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Kunumudj, the Boab "Prison" Tree


Kunumudj, also known as the Boab Prison Tree, is a specimen of Adansonia gregorii located 6 km south of Derby in Western Australia. It is a culturally significant site for the local Nyikina and Warrwa people (who also refer to boabs as larrgadiy). It also has historical value for the early settlement of Derby. It is an ancient tree, believed to be over 1,500 years old. 

The tree is hollow in the middle and has an impressive girth of over 14 metres. It has been used in the past by First Australians and settlers as a resting place, and is a registered Aboriginal Site on the WA State Heritage Register.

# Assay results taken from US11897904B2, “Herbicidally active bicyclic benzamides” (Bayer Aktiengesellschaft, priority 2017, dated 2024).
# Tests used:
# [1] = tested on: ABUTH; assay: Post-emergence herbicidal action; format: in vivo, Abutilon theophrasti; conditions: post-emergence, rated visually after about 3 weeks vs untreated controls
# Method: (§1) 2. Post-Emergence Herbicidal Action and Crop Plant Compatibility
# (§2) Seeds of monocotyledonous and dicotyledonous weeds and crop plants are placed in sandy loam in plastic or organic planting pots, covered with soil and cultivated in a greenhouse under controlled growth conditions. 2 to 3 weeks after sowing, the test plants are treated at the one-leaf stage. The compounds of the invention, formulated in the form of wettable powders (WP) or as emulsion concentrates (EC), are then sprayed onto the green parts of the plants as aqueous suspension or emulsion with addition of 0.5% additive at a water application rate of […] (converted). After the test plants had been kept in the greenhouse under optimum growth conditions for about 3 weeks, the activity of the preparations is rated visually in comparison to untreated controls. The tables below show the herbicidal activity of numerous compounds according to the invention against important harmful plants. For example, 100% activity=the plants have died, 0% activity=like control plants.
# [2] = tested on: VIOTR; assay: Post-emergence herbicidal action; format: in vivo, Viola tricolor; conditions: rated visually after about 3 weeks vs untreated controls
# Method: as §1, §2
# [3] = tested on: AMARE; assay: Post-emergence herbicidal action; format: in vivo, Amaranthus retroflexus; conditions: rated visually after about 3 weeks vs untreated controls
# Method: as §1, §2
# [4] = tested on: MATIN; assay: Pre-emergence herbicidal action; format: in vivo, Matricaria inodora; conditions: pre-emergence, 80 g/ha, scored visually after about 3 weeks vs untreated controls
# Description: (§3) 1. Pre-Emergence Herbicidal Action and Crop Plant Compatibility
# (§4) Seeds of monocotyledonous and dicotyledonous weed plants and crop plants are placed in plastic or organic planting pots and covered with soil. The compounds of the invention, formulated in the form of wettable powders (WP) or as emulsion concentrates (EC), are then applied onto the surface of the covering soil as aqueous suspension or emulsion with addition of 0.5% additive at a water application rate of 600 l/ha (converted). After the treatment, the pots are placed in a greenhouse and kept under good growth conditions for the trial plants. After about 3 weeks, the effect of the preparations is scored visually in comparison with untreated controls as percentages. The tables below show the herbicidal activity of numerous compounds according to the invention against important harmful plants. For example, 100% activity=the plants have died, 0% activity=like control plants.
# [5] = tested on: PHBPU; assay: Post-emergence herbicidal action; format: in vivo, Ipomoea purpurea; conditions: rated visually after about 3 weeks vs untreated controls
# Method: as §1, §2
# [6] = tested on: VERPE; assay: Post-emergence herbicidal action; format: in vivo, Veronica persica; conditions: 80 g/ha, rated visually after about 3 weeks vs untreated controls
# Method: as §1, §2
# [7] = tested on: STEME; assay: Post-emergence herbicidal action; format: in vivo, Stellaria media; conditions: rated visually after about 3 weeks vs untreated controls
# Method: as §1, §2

The tree is said to have been used as a holding place for Aboriginal prisoners being transported to the gaol at Derby, hence its name, however this was a misrepresentation by an Albany Advertiser journalist in the late 1940s. In fact, researchers are now pushing for the Kimberley icon to be correctly named.

The illustrated story boards on the approach to Kunumudj give a great insight into the tree's history. This iconic tree is well worth a visit for travellers visiting the Kimberley.

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